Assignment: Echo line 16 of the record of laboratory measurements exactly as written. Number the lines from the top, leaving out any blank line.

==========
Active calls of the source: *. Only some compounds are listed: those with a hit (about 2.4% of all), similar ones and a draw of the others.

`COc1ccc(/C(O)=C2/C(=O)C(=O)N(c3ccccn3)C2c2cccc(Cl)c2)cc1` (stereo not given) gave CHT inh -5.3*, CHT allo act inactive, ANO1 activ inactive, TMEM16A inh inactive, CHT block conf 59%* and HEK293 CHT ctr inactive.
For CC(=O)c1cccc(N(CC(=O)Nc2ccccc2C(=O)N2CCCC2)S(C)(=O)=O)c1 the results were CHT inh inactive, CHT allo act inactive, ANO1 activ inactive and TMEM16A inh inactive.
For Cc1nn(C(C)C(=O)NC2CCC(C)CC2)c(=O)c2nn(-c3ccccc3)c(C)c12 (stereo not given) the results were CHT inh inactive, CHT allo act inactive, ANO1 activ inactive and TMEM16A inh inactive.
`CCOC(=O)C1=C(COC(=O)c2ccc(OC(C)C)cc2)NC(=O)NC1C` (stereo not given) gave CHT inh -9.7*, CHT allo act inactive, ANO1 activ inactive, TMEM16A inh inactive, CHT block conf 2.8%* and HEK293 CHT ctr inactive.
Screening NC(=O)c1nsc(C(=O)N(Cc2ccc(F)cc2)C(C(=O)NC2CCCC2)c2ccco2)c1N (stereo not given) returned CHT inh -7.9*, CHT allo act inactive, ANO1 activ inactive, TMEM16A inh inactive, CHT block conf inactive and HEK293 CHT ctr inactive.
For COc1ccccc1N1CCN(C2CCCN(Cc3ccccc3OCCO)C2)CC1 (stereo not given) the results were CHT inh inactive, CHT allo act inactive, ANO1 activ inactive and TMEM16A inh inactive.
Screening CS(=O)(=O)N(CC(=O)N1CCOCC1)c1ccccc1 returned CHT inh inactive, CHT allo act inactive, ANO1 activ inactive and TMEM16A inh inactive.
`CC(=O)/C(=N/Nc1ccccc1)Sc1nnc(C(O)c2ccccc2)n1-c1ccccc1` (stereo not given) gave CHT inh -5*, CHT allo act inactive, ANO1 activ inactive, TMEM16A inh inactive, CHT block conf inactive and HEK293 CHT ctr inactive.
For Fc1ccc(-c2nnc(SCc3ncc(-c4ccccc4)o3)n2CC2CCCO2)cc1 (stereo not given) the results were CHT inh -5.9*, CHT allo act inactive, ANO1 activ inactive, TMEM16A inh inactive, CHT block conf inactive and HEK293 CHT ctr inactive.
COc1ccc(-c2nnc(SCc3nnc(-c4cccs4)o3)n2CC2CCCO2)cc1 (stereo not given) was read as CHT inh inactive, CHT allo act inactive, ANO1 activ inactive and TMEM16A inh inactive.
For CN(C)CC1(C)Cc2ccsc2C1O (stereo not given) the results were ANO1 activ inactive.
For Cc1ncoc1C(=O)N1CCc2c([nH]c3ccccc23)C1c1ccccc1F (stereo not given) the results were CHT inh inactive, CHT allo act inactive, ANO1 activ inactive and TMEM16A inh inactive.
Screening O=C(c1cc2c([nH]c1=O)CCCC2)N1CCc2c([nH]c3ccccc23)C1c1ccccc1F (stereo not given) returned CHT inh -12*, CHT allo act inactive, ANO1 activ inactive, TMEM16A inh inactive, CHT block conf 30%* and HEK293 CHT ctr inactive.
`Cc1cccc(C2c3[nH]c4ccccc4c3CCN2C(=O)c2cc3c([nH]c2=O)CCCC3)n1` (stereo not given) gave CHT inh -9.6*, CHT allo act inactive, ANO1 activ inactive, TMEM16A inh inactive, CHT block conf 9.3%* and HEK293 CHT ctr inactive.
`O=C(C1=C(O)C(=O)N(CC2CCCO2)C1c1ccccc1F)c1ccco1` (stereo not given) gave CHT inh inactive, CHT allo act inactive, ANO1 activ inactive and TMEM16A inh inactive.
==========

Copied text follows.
`O=C(C1=C(O)C(=O)N(CC2CCCO2)C1c1ccccc1F)c1ccco1` (stereo not given) gave CHT inh inactive, CHT allo act inactive, ANO1 activ inactive and TMEM16A inh inactive.